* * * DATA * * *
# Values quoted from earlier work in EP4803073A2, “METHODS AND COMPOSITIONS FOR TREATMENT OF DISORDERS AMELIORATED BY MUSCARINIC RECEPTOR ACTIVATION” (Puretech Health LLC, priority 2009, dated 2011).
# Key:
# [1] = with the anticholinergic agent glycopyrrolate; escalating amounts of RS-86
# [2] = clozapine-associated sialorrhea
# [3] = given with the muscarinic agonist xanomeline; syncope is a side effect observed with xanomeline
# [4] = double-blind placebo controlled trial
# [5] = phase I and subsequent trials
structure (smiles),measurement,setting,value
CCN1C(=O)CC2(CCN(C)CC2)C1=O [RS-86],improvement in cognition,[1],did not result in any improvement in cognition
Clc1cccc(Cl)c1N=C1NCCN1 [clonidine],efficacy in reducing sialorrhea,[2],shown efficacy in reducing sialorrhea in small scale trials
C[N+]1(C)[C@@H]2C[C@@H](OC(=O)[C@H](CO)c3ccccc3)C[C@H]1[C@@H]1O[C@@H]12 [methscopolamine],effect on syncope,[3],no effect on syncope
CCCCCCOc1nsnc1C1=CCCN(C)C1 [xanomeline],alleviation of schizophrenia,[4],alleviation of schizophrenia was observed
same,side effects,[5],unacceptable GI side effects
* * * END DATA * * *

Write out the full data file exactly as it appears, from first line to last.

# Values quoted from earlier work in EP4803073A2, “METHODS AND COMPOSITIONS FOR TREATMENT OF DISORDERS AMELIORATED BY MUSCARINIC RECEPTOR ACTIVATION” (Puretech Health LLC, priority 2009, dated 2011).
# Key:
# [1] = with the anticholinergic agent glycopyrrolate; escalating amounts of RS-86
# [2] = clozapine-associated sialorrhea
# [3] = given with the muscarinic agonist xanomeline; syncope is a side effect observed with xanomeline
# [4] = double-blind placebo controlled trial
# [5] = phase I and subsequent trials
structure (smiles),measurement,setting,value
CCN1C(=O)CC2(CCN(C)CC2)C1=O [RS-86],improvement in cognition,[1],did not result in any improvement in cognition
Clc1cccc(Cl)c1N=C1NCCN1 [clonidine],efficacy in reducing sialorrhea,[2],shown efficacy in reducing sialorrhea in small scale trials
C[N+]1(C)[C@@H]2C[C@@H](OC(=O)[C@H](CO)c3ccccc3)C[C@H]1[C@@H]1O[C@@H]12 [methscopolamine],effect on syncope,[3],no effect on syncope
CCCCCCOc1nsnc1C1=CCCN(C)C1 [xanomeline],alleviation of schizophrenia,[4],alleviation of schizophrenia was observed
same,side effects,[5],unacceptable GI side effects